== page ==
Potential Tropical Cyclone 10 soaks Mid-Atlantic
NOAA’s GOES East satellite provided an image of Potential Tropical Cyclone 10 as it continued moving north along the U.S. East Coast.
The system is still not a tropical cyclone and the chances for the system to become a tropical cyclone appear to be decreasing. Regardless, National Hurricane Center noted that tropical-storm-force winds and heavy rains are expected over portions of North Carolina later today, Aug. 29.
A Tropical Storm Warning was in effect from north of Surf City to Duck, North Carolina and for the Albemarle Sound and Pamlico Sound.
At NASA’s Goddard Space Flight Center in Greenbelt, Maryland, an image was created using visible light data from NOAA’s GOES-East satellite imagery on Aug. 29 at 10 a.m. EDT (1400 UTC). The image showed an elongated and large area of clouds stretching from northeast to southwest, stretching from South Carolina to New England. The disturbance developed an ill-defined center that has been trackable
NHC Forecaster Chris Landsea said that the disturbance “continues to display very cold, but extremely asymmetric deep convection with all of the thunderstorm activity east of the center due to strong vertical shear.”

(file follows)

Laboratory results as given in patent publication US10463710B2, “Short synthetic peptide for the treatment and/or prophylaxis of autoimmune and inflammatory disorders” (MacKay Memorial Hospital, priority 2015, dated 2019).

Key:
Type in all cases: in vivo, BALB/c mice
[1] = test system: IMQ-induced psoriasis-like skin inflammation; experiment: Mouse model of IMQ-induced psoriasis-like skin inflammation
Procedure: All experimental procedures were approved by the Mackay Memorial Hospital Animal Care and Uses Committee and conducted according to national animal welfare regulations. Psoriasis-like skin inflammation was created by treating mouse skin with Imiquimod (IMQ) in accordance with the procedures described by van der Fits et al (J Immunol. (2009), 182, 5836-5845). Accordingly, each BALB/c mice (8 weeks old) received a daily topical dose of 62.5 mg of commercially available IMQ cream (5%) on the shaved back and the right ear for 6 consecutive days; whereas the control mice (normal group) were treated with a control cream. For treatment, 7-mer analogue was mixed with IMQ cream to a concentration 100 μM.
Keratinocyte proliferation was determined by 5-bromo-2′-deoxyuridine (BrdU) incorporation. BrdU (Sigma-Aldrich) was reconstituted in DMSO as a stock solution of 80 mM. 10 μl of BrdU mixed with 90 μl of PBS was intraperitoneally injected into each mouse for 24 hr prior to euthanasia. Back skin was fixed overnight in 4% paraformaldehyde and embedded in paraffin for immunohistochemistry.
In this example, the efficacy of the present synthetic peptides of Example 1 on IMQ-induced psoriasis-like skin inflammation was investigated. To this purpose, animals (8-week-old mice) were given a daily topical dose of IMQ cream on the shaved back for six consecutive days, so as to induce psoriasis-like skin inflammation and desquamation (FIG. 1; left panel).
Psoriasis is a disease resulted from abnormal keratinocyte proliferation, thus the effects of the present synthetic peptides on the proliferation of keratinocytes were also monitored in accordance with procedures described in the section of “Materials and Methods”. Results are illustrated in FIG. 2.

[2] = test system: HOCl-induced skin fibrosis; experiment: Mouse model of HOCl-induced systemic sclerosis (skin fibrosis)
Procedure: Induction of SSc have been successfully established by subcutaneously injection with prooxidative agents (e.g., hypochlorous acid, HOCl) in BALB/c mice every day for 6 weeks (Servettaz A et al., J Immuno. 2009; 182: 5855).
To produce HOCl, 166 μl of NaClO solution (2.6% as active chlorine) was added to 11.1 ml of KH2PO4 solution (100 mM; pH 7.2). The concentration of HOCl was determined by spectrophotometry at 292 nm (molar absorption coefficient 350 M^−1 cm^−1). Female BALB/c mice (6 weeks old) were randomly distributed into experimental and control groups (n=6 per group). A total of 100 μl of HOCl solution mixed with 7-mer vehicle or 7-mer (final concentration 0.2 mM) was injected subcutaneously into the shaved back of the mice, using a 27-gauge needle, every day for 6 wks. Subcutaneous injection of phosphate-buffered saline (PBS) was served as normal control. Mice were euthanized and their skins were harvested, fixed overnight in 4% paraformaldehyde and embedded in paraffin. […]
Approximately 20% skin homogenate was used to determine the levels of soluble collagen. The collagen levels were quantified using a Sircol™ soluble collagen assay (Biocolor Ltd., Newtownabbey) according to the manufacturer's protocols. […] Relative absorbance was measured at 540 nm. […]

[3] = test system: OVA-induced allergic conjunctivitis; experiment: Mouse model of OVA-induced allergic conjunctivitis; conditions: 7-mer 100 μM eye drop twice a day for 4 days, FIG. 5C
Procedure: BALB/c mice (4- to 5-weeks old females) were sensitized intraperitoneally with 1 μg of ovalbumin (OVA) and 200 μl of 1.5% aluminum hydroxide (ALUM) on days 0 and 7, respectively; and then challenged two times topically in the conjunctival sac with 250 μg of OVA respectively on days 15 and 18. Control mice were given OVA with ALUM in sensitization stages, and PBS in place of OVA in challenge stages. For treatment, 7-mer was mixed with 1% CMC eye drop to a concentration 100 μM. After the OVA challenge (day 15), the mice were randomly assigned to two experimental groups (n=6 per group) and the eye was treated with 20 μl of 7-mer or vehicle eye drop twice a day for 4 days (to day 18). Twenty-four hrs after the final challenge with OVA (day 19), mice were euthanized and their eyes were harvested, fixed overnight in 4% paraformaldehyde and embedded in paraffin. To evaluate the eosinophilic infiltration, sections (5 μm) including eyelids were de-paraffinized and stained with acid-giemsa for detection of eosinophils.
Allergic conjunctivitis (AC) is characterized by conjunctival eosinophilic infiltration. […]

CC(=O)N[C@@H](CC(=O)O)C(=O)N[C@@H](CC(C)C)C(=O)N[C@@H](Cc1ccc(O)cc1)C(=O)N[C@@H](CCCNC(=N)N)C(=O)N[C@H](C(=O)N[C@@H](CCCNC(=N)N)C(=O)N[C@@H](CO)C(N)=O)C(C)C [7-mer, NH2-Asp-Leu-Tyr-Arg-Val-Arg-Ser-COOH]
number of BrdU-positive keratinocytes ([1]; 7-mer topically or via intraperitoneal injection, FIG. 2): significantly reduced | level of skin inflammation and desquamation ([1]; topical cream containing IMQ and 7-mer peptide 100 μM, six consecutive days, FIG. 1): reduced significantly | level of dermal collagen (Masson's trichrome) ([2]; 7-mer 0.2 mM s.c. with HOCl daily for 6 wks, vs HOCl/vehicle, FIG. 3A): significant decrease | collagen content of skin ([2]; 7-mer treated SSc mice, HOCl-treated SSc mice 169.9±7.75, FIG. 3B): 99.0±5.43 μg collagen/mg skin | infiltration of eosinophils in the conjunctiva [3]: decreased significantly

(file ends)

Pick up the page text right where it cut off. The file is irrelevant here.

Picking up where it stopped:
NOAA manages the GOES series of satellites, and NASA uses the satellite data to create images and animations. The animation was created by the NASA/NOAA GOES Project at NASA’s Goddard Space Flight Center in Greenbelt, Maryland.
At 8 a.m. EDT on Aug. 28, the disturbance was moving northeastward past Cape Fear, North Carolina. The Potential Tropical Cyclone 10 (PTC10) was centered near 34.1 degrees north latitude and 77.7 degrees west longitude, about 15 miles (25 km) southeast of Wilmington, North Carolina. Maximum sustained winds remain near 40 mph (65 kph) with higher gusts. The disturbance is not expected to change much in strength today.
The system was moving faster toward the northeast near 15 mph (24 kph) and is anticipated to accelerate east-northeastward during the next couple of days. The expected track will take the system along the North Carolina coast today before moving out to sea tonight.
The system is expected to become extratropical by 5 a.m. EDT on Aug. 30 or earlier when it interacts with a mid- to upper-level trough (elongated area) of low pressure.
For updated forecasts, visit: http://www.nhc.noaa.gov